Marketplace Fairness Act in Hands of U.S. House

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A battle is brewing in Washington. There's a legal loophole that allows online retailers from out of state to avoid being taxed. But many traditional brick-and-mortar business owners want to see laws passed to close it.

The Marketplace Fairness Act passed last year in the Senate, and now it's sitting in the House with a key Virginia politician in charge of the decision. But merchants say if we don't shift the burden to online retailers soon, other taxes in the commonwealth will skyrocket to cover the difference.

Small business owner Sarah Paxton says it happens all the time. A customer strolls into her furniture store, falls in love with a product, but then something happens, and the consumer walks away without closing the deal. "Then either goes home or goes directly to their phone. Maybe it's exactly the same thing, exactly the same price and the only thing that's different is whether or not they're going to have to be charged sales tax,” Paxton said.

Online merchants shipping across state lines have evaded charging sales tax up until now. Paxton says that gives the Internet retailers an unfair advantage.

Right now the Marketplace Fairness Act rests with the House. Congressman Bob Goodlatte, chair of the judiciary committee, says he has reservations about the act.

In a statement released Wednesday to NBC29, he says, "I have serious concerns regarding the Marketplace Fairness Act passed by the Senate and do not believe this legislation is the answer. Any online sales tax system must be simple enough for every business to use and fair, so that all businesses - whether online, brick-and-mortar, or brick-and-click - are on equal footing."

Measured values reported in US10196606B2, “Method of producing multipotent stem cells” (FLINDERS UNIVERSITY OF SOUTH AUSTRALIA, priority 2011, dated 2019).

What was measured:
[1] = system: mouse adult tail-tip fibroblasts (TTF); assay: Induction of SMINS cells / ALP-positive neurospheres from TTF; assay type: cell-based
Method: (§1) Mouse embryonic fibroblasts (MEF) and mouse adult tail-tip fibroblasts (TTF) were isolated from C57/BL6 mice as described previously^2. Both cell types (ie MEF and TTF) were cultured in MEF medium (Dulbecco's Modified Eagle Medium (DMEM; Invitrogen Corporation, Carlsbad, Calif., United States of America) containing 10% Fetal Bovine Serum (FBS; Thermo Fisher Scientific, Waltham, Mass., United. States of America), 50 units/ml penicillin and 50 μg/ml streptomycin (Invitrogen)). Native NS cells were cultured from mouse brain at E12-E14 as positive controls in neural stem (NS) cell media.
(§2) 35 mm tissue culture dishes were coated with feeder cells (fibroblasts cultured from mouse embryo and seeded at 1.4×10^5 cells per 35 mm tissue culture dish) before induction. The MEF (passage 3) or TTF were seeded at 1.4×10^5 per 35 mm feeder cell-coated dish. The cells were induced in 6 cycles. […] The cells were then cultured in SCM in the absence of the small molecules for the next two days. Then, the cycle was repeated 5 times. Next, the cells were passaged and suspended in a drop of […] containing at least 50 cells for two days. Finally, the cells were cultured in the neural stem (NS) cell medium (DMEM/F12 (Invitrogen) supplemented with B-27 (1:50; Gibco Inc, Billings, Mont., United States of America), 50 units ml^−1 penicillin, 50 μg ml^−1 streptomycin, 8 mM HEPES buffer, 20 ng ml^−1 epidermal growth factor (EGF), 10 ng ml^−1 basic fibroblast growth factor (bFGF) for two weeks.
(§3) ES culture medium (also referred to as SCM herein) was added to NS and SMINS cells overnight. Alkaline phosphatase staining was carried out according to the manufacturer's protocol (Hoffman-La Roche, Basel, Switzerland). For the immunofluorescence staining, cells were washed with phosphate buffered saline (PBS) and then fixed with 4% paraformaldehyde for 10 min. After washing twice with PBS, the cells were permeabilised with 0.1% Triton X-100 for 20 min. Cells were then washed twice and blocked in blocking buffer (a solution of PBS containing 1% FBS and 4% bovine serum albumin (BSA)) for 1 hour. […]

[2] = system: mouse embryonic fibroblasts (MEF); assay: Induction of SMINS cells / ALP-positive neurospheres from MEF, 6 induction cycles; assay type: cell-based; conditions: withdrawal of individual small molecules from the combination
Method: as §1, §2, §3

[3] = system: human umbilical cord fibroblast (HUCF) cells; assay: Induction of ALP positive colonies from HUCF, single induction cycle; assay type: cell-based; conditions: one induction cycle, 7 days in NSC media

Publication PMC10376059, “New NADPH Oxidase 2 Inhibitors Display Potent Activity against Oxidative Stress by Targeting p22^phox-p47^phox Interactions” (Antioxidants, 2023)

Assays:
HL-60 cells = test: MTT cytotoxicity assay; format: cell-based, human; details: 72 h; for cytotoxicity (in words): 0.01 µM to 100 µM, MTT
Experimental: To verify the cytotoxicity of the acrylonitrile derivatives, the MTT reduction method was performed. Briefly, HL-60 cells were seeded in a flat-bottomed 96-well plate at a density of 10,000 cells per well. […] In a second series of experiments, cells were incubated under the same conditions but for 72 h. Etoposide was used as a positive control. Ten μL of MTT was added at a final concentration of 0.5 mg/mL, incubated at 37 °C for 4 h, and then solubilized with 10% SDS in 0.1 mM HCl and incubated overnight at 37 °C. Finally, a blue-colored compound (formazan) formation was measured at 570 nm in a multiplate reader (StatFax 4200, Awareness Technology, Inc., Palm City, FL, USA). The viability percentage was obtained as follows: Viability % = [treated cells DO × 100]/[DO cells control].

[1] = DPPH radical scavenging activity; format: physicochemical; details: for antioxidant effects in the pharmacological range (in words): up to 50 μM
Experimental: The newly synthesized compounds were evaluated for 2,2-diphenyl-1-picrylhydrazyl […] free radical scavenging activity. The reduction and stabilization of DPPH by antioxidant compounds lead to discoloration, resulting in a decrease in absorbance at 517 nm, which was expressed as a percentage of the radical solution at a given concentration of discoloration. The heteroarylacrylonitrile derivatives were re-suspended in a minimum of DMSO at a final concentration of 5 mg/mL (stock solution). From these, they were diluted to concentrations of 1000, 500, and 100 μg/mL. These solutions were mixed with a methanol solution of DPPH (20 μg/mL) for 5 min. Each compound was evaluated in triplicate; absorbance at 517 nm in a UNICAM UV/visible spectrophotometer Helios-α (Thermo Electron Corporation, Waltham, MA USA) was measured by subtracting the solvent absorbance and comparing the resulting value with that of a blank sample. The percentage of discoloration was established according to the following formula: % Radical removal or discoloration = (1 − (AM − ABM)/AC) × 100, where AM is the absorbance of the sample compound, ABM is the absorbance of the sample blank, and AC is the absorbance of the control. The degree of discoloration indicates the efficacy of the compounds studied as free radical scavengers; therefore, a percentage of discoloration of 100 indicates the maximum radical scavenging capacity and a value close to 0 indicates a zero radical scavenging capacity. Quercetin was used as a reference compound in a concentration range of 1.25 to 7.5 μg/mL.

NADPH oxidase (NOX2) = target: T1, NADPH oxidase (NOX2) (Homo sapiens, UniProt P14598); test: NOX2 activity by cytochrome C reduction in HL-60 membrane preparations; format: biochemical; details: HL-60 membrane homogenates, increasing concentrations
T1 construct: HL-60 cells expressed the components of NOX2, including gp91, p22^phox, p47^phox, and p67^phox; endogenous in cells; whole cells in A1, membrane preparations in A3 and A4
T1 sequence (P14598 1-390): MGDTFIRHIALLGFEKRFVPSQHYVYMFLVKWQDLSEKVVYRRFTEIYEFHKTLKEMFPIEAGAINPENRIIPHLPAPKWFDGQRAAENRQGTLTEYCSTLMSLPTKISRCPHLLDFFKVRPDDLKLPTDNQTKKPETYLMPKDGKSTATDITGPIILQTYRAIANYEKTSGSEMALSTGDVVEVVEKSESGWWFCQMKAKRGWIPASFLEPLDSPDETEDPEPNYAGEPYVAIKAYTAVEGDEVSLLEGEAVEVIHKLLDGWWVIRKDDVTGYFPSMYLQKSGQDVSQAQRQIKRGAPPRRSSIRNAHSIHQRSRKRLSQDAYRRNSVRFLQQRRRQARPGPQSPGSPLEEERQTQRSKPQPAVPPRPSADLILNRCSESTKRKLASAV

If that doesn't go through by the end of the year, we could see gas taxes skyrocket. That's because, under the McDonnell administration, those revenues were built into the transportation bill.

CEO of the Retail Merchants Association Nancy Thomas says this issue could hurt everyone in Virginia.

"We really need to start leveling the playing field because pretty sooner or later, if we don't, the bricks and mortar community is going to go away,” Thomas said. “And I don't think as Americans or as Virginians, we want to see that happen."

What many don't realize is that online shoppers are supposed to be paying that tax right now; the burden is on the consumer to save receipts and file it with your state tax returns each year.

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